I try to steer clear of questions that others have asked when conducting an interview, but when it came to the remarkable timing of Sian Heder’s giving birth a mere three hours after locking down her film, TALLULAH, I was curious about what deal she may or may not have made with the universe to achieve that sort of timing.
We went on to discuss the way Heder constructed her film so that the kidnapper of a toddler evokes as much empathy as the hysterical mother. And the hysterical mother, whom we’ve seen treat her child like a cross between a fashion accessory and an annoying house pet, can break our hearts. I asked her to talk about how the need to be nurtured, and to nurture others runs through the film like a primal force, as does her refusal to create anything as glib as heroes and villains.
Also covered were how a European trip with longtime friend, and TALLULAH co-star, Zachary Quinto, led to one of my favorite moments in the film, and Heder’s provocative take the trauma of motherhood.
We finished up with one of my nitpicky tech questions, in this case, the challenges of effectively framing co-stars Allison Janney (5’11”) and Ellen Page, who is almost a foot shorter.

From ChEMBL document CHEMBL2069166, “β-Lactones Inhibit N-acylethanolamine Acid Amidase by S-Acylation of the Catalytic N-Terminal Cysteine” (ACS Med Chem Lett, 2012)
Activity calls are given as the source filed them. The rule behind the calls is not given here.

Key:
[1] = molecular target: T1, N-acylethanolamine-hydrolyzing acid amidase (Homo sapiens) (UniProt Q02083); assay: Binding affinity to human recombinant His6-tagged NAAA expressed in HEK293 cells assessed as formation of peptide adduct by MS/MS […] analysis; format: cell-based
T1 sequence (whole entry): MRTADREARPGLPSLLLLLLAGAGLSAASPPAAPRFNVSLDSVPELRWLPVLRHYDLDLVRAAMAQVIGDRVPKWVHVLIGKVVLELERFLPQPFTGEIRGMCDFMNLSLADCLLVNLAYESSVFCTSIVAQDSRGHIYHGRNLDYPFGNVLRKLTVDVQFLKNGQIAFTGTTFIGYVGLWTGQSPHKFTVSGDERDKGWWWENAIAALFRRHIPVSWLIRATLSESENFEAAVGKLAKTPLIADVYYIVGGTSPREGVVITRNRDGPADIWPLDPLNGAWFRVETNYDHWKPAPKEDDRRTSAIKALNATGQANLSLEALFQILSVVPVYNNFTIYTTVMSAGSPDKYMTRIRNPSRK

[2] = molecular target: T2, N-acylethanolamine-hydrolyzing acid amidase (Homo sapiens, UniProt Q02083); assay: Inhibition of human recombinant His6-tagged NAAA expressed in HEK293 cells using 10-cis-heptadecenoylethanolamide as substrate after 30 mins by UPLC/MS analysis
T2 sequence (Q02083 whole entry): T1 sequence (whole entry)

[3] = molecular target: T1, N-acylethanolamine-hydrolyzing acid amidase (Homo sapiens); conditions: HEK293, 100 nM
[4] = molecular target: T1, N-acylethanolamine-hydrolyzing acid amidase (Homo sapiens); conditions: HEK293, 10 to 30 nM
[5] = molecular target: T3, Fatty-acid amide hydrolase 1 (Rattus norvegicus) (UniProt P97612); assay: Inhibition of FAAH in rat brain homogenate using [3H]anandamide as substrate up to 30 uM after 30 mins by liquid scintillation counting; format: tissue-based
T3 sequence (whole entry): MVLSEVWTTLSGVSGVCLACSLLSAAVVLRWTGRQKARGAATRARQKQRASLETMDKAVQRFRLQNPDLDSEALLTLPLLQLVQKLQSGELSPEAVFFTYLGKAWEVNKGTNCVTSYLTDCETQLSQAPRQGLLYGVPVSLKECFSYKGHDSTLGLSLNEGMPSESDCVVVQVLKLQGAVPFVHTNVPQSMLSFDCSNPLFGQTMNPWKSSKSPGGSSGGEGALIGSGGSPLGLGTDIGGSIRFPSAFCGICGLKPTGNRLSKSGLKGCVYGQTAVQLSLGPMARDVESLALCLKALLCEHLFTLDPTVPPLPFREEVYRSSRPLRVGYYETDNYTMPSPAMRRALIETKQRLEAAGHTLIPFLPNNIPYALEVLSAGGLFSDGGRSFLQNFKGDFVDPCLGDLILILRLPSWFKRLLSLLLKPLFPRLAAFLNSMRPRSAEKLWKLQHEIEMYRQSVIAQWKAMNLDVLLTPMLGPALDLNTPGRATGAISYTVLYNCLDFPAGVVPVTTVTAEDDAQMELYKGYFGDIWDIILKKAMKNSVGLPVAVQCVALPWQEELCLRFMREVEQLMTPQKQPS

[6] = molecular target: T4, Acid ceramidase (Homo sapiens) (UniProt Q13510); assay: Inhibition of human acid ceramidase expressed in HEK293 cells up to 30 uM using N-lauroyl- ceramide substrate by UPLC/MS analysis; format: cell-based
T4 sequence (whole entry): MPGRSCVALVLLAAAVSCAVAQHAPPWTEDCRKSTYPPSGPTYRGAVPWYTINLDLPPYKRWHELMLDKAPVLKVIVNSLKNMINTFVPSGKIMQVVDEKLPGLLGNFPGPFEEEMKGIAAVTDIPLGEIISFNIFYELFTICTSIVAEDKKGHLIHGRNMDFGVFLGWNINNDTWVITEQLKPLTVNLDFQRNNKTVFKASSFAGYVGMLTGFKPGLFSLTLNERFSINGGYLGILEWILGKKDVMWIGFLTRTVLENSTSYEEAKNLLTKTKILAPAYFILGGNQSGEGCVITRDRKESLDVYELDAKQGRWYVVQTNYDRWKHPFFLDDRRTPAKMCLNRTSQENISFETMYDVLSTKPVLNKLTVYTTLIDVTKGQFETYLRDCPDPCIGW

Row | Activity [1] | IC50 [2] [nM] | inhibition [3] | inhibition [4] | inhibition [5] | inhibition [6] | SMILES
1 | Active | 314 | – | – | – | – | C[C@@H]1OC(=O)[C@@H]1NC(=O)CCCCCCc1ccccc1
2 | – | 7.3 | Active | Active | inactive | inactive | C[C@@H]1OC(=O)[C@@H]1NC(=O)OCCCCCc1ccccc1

TALLULAH is a film about children, parents, and unexpected emotional entanglements. Ellen Page plays the title character, a tough waif who has lived her adult life on the road in her van. When her upper-middle class boyfriend decides to head back home without saying goodbye, she tracks down his mother, played by Allison Janney, who is going through her own abandonment issues. When that initial meeting doesn’t go well, TALLULAH, Lu for short, finds herself mistaken for a nanny by a distracted woman of great wealth, finds herself bonding is the woman’s toddler, ultimately absconding with her in an impulsive move to keep the child safe. Issues of freedom, responsibility, mortality, and how to get a great deal on lemons run through a film that questions our innate need for connection, and our not so innate instinct to follow through on that. The film co-stars Uzo Aduba, Tammy Blanchard, John Benjamin Hickey, David Zayas, Evan Jongkeit, Fredric Lehne, Felix Solis, and Zachary Quinto as the man trying to make sense of artichokes. Heder directed from her own script, based on her short film, MOTHER, which won, among others a Cinéfondation award for emerging filmmakers at the 2006 Cannes Film Festival. She is also a writer on the groundbreaking series, Orange is The New Black. In a side note, Heder was so committed to finishing TALLULAH, that she somehow willed the universe to delay the birth of her child until a few hours after locking down the film.